Emily Kenyon 01 - A Cold Dark Place
4 PM, nineteen years ago
Women with transparent vinyl purses that exposed the shredded remainders of coin wrappers stood in line. They took deep breaths as the uniformed prison matron with icy hands prepared to probe their bodies. Talc-dipped rubber gloves snapped. It was humiliating in every sense of the word. The matron, a woman with ashen skin, pencil-thin lips, and with glasses on a cheap silver chain around her neck, knew those waiting to leave the institution felt her power, her supreme authority, and it made her smile. The women had lined up to leave after a long day of tears and excuses in the high school cafeteria milieu of the visiting room-a cavernous space of bolted-to-the-floor tables and fixed-position chairs. The matron’s husky voice intoned them to “cool their jets” and “wait your turn or I’ll have something to say about it.”
And so the women lingered, each feeling violated and angry. Having a husband, boyfriend, or brother inside the razor-wire-trimmed walls of Bonneville Maximum Security was bad enough. Being told with unfettered contempt by someone to wait your turn in the processing line was ptomaine gravy over a bad slab of beef. And they had to eat it. Every goddamned bite.
“Are you going to be a problem for me?” the matron asked, her gray eyes as sharp as awls pitched firmly at the distressed gaze of a young woman. The younger woman let out a measured sigh. She’d spent all day trying to tell her wannabedrug-lord husband that she was thinking of moving back east to Indiana. She wanted to be free. All of them did.
“Uh? Me?” the younger woman answered. She was barely twenty and still wore her chestnut hair in a ponytail, but she held a kind of weariness on her face that indicated she’d seen it all. She faked a smile of recognition at the matron. She knew when someone had it in for her. It had been her life since she left home. Ran away. Met the wrong man. Trashed her future. She could hear her mother’s words echo at that moment. You’ve thrown away everything your father and I had hoped for you. You screwed up, Donita. You really botched it.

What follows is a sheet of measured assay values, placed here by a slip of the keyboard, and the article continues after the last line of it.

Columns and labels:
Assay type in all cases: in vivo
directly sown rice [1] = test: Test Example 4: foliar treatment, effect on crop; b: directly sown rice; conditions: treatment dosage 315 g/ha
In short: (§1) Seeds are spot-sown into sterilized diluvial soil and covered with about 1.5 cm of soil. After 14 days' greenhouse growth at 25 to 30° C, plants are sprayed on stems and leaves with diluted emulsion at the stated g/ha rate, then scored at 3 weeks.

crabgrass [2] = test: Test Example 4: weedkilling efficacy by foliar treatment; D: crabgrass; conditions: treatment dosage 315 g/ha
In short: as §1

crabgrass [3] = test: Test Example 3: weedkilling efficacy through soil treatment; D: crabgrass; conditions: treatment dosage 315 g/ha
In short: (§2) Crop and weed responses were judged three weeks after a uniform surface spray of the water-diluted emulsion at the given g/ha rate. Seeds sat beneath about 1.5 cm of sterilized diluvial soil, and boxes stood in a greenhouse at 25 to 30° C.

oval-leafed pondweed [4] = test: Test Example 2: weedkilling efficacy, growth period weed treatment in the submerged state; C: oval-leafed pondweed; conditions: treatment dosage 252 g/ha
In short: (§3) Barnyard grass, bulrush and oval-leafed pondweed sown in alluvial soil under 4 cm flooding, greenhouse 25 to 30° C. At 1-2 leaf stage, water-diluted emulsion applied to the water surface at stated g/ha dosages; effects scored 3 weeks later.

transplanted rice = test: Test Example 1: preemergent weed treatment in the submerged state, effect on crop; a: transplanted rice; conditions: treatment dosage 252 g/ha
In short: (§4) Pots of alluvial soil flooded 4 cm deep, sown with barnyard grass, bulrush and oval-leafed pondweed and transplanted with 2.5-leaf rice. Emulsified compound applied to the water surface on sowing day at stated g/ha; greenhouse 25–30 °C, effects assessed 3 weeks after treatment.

“Yes, you, Ponytail,” the matron said, nodding in her direction. The rest of the women felt relief wash over them. Good, the bitch found someone else to bother. She motioned for her to step forward. “I need you to spread your legs. You’ve done it before, I’m sure. Wider.”
The young woman silently seethed, but she acquiesced. She had no choice.
“You know, if I can’t get my mitts between your thighs, either you’re gonna have to go on a diet or you’re gonna have to practice your splits in the back room. I don’t like you, I don’t trust you, and I think you’re carrying some contraband on your person. I just feel it.”
The back room was a dimly lit hospital-style space where women were forced to endure indignities based on their physiology. Flat on their backs, legs apart, feet stuck in metal stirrups.
“I’ll do better,” she said, all the while wondering what it would be like if she’d been an actual prisoner there, not a lowly visitor?
The altercation caught the attention of a chubby-faced woman in the back of the line. Her strawberry-blond shag had matted unflatteringly to her forehead. Her pulse quickened, but she kept her affect blank. She didn’t want to stand out and she didn’t want a trip to the back room for any kind of exam. She carried something so precious, so vital, that its discovery would ruin everything.
Be cool, Ponytail’s taking the heat. Thank you, Jesus.
She concealed her prize in a place she hoped no one would dare probe. Inside. Personal. Private. Besides she knew the matron only groped because she got off on it. No one was looking for someone to take much of anything out of here … they mostly watched for contraband coming in to the visiting room.
The matron fixed her eyes on the strawberry blonde with the secret. Her eyes held her with unyielding grip. She waited a beat.
“You can go,” she said.
The woman with the secret acknowledged the command and started walking in the direction of the lockers in which she had stored her coat and car keys before going under the arbor of razor wire, through the gate, to the visiting room.
“Wait a minute,” the matron said.
It felt like her heart stopped beating. She was going to die. Going to be caught. Adrenaline kicked her ticker back into play. She’s going to take me in the back room. She going to ruin
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